Fig. 2: From our paper,2 (a). A 3D torus can be considered as a product of 2D torus T2 and a circle S1. The non-contractible loop — the “holes” — on the 2D torus is labeled as a and b, while another “hole” along the circle is labeled as c. The Poincaré dual non-contractible membranes of the loop a, b, and c are 2D tori formed by the product of the other two loops, i.e., b x c, a x c, and a x b respectively. Each loop and its dual membrane intersect at a single point p. (b). A quasi-hyperbolic code defined on a 3-manifold formed by a product of a surface, called Σg, and a circle S1. The non-contractible loops on the surface surface are labeled as a(i) and b(i), while the loop along the circle is labeled as c. There is one non-contractible membrane supported on the surface Σg, while the other membranes are supported on tori formed by the product of two loops and labeled as a(i) x c and b(i) x c. There are g triplet of membranes a(i) x c, b(i) x c and Σg intersects at g points p(1), p(2), … p(g).

Interestingly, a quantum code supported on a 3D manifold like this turns out to be equivalent to a specific type of topological quantum field theory (TQFT). Quantum field theory is the most accurate theory describing the microscopic world, including elementary particles, light and even the vacuum that surrounds us and fills the universe. It is also powerful to describe other quantum many-body systems such as various quantum materials.

Here, it describes our quantum code, which you can think of as a many-body system formed with many qubits. Though we’ve omitted the specifics, running non-Clifford gates on our qLDPC codes is based on the same physics that governs famous quantum materials such as topological insulators, materials whose interiors act as insulators and whose exteriors act as conductors with topologically protected edge currents that have become a popular physics research area, as pointed out in the previous work by our team and collaborators at University of Maryland and Caltech.4 It’s profound that we can use the physics of quantum matter to help guide our exploration into quantum computing.

What does all this mean in practice? Well, we don’t expect our quantum processors to look like hyperdonuts. Instead, we would use short-range and long-range connectors in ways such that our qubits etched into chips represent a discrete version of these higher-dimensional shapes.

Building our codes

In our paper,2 we constructed three different families of 3D manifolds which give rise to three families of qLDPC codes, all with a constant or almost-constant overhead. The first construction takes a product of the 2D hyperbolic surface with genus g (the number of “holes” being 2g) and a circle that grows logarithmically with g. The g=1 case (a 3D torus) is illustrated above in Fig. 3(a) and the case of general g is illustrated in Fig. 3(b). The overhead — that ratio of physical storage to the logical information it encodes — scales linearly with the volume proportional to the total number of physical qubits up to a logarithmic reduction. The code distance also scales logarithmically with the total number of qubits.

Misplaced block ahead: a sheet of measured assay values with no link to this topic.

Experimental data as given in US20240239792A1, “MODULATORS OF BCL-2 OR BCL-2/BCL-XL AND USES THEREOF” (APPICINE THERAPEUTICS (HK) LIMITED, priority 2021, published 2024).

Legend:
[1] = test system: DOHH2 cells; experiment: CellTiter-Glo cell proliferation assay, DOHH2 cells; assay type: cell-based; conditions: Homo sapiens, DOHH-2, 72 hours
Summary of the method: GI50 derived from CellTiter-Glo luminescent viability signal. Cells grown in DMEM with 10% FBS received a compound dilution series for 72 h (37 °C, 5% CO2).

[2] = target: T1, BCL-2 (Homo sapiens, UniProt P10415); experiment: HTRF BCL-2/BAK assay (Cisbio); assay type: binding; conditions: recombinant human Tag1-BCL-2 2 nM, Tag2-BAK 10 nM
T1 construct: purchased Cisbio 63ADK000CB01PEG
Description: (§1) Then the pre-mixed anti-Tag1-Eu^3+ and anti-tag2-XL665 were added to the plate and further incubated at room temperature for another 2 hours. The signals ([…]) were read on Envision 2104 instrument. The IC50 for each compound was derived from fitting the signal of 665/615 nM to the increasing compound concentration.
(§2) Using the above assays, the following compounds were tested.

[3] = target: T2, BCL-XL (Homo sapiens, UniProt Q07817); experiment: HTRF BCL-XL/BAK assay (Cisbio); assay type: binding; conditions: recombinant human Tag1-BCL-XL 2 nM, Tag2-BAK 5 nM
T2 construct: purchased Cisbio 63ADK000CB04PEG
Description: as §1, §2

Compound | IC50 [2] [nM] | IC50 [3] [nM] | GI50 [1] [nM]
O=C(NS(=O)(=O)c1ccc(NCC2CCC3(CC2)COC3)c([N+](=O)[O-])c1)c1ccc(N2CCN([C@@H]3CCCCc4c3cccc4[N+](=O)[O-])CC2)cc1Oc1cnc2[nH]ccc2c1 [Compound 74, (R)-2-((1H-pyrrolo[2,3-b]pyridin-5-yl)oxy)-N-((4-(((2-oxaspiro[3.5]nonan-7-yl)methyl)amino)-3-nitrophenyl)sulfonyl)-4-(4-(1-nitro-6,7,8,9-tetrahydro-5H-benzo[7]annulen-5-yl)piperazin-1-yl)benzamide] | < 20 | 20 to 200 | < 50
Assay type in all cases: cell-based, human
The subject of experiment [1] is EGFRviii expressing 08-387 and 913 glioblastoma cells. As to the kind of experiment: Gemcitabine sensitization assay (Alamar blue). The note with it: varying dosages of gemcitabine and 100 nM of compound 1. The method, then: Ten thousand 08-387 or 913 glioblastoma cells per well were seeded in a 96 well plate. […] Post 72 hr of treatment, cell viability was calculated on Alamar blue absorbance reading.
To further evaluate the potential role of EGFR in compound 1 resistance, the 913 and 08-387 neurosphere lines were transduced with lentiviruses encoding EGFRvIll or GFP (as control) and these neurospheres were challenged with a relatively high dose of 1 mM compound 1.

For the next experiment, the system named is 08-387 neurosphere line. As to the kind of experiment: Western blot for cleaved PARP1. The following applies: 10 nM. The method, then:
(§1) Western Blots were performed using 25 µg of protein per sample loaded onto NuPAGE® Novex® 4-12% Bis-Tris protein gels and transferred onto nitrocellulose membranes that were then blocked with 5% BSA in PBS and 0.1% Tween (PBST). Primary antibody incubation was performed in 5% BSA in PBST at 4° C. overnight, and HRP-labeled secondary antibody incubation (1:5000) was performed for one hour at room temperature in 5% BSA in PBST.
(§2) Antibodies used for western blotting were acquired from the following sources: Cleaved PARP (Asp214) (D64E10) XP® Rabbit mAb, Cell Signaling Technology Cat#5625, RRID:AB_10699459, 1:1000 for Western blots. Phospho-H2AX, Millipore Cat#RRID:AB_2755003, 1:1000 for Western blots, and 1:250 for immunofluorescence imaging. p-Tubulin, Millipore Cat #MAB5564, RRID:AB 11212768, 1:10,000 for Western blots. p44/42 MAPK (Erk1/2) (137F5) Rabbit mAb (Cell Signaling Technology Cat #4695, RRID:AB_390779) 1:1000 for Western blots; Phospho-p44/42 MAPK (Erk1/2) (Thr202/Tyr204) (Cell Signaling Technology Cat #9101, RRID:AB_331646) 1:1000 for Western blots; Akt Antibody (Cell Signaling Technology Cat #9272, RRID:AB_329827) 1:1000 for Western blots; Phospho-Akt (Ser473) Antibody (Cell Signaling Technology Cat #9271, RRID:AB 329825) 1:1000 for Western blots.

The second and third construction both take an additional twist in the product and choose the length of the circle to be a constant. The difference makes the second construction also almost-constant overhead and gives the third construction constant overhead. While the second construction also has a square root logarithmic distance, the code distance of the third construction remains unknown at this moment.

The remainder of this work focuses on developing the math to further study the 3D manifold, which hasn’t been deeply explored in previous math literature. This work has hence also established a deep connection between the complexity of quantum states and the geometry or topology of the underlying manifold.

As a significant breakthrough, this work is the first study of non-Clifford logical gates in quantum LDPC codes with constant or almost-constant overhead. The discovery is based on a deep understanding of the connection between the logical gates of qLDPC codes, topology and geometry of 3D manifolds as well as the higher symmetries in the corresponding topological quantum field theory. The insight obtained in this work will also shed light on understanding logical gate structure for a more general class of qLDPC codes based on more general chain complex which are beyond the family of qLDPC codes studied in this paper, such as quantum expander codes and the gross code.

This research was funded by the U.S. Department of Energy, Office of Science, National Quantum Information Science Research Centers, Co-design Center for Quantum Advantage (C2QA) under contract number DE-SC0012704.


  1. S. Bravyi, A.W. Cross, J.M. Gambetta, D. Maslov, P. Rall, T.J. Yoder. High-threshold and low-overhead fault-tolerant quantum memory. arXiv:2308.07915 (2023).

  2. G. Zhu, S. Sikander, E. Portnoy, A.W. Cross, B.J. Brown. Non-Clifford and parallelizable fault-tolerant logical gates on constant and almost-constant rate homological quantum LDPC codes via higher symmetries. arXiv:2310.16982.

  3. Dunham, D.: Transformation of hyperbolic Escher patterns. Visual Math. 1, (1999).

  4. M. Barkeshli, Y.A. Chen, S.J. Huang, R. Kobayashi, N. Tantivasadakarn, G. Zhu. Codimension-2 defects and higher symmetries in (3+ 1) D topological phases. SciPost Physics 14 (4), 065 (2023).